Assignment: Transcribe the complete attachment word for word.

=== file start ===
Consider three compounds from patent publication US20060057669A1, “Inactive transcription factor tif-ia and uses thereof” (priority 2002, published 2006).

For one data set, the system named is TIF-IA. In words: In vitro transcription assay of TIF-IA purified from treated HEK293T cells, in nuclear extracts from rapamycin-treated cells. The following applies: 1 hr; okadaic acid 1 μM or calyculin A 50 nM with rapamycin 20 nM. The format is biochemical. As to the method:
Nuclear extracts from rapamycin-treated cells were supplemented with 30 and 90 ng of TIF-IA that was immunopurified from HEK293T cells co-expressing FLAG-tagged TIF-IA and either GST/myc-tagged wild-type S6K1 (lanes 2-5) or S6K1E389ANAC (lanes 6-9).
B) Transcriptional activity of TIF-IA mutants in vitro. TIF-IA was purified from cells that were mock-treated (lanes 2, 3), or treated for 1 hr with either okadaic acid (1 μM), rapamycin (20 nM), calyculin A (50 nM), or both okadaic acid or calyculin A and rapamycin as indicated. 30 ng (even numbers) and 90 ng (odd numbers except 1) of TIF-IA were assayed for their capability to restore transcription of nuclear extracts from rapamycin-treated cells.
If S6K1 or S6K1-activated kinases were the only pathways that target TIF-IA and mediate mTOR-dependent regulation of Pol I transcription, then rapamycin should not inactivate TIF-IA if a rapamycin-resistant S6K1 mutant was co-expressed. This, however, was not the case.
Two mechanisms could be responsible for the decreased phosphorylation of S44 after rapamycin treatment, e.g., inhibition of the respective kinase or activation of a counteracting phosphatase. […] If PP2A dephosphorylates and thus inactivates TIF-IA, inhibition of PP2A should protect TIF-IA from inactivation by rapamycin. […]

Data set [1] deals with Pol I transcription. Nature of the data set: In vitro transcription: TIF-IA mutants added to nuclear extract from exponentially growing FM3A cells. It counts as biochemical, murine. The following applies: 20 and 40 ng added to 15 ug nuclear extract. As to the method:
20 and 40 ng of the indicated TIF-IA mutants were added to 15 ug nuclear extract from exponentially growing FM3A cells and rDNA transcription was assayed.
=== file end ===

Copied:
Consider three compounds from patent publication US20060057669A1, “Inactive transcription factor tif-ia and uses thereof” (priority 2002, published 2006).

For one data set, the system named is TIF-IA. In words: In vitro transcription assay of TIF-IA purified from treated HEK293T cells, in nuclear extracts from rapamycin-treated cells. The following applies: 1 hr; okadaic acid 1 μM or calyculin A 50 nM with rapamycin 20 nM. The format is biochemical. As to the method:
Nuclear extracts from rapamycin-treated cells were supplemented with 30 and 90 ng of TIF-IA that was immunopurified from HEK293T cells co-expressing FLAG-tagged TIF-IA and either GST/myc-tagged wild-type S6K1 (lanes 2-5) or S6K1E389ANAC (lanes 6-9).
B) Transcriptional activity of TIF-IA mutants in vitro. TIF-IA was purified from cells that were mock-treated (lanes 2, 3), or treated for 1 hr with either okadaic acid (1 μM), rapamycin (20 nM), calyculin A (50 nM), or both okadaic acid or calyculin A and rapamycin as indicated. 30 ng (even numbers) and 90 ng (odd numbers except 1) of TIF-IA were assayed for their capability to restore transcription of nuclear extracts from rapamycin-treated cells.
If S6K1 or S6K1-activated kinases were the only pathways that target TIF-IA and mediate mTOR-dependent regulation of Pol I transcription, then rapamycin should not inactivate TIF-IA if a rapamycin-resistant S6K1 mutant was co-expressed. This, however, was not the case.
Two mechanisms could be responsible for the decreased phosphorylation of S44 after rapamycin treatment, e.g., inhibition of the respective kinase or activation of a counteracting phosphatase. […] If PP2A dephosphorylates and thus inactivates TIF-IA, inhibition of PP2A should protect TIF-IA from inactivation by rapamycin. […]

Data set [1] deals with Pol I transcription. Nature of the data set: In vitro transcription: TIF-IA mutants added to nuclear extract from exponentially growing FM3A cells. It counts as biochemical, murine. The following applies: 20 and 40 ng added to 15 ug nuclear extract. As to the method:
20 and 40 ng of the indicated TIF-IA mutants were added to 15 ug nuclear extract from exponentially growing FM3A cells and rDNA transcription was assayed.